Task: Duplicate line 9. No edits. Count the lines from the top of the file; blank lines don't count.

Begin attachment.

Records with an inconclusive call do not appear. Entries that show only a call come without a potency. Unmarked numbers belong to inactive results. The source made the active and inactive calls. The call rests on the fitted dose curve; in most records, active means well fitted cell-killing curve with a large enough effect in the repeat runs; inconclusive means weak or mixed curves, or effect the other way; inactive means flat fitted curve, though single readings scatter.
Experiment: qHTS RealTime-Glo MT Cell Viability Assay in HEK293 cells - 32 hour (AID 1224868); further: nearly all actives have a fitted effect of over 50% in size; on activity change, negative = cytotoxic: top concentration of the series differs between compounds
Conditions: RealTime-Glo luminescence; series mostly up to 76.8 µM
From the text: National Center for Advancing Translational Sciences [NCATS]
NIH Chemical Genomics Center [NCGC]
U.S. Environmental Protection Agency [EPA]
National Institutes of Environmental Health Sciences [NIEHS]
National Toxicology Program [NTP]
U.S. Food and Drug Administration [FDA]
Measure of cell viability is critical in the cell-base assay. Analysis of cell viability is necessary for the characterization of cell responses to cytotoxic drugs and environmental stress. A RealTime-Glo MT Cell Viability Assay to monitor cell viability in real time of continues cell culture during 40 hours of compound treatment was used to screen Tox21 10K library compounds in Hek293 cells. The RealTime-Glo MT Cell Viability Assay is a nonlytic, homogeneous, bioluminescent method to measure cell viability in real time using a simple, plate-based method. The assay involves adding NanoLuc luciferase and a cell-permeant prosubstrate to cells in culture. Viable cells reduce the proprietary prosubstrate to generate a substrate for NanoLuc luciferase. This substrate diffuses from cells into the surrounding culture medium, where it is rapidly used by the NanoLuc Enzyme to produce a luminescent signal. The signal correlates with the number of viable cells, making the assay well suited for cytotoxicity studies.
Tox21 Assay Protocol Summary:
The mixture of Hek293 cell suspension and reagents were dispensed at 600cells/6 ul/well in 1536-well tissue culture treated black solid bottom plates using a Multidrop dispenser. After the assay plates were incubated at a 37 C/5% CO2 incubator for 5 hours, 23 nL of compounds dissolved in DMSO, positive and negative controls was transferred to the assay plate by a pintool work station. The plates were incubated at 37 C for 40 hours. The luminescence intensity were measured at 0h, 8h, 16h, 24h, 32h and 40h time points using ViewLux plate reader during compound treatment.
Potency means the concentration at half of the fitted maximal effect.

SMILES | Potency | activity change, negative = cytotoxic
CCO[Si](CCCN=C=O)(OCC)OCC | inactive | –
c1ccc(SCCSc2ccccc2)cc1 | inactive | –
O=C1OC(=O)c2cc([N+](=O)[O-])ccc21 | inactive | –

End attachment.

U.S. Food and Drug Administration [FDA]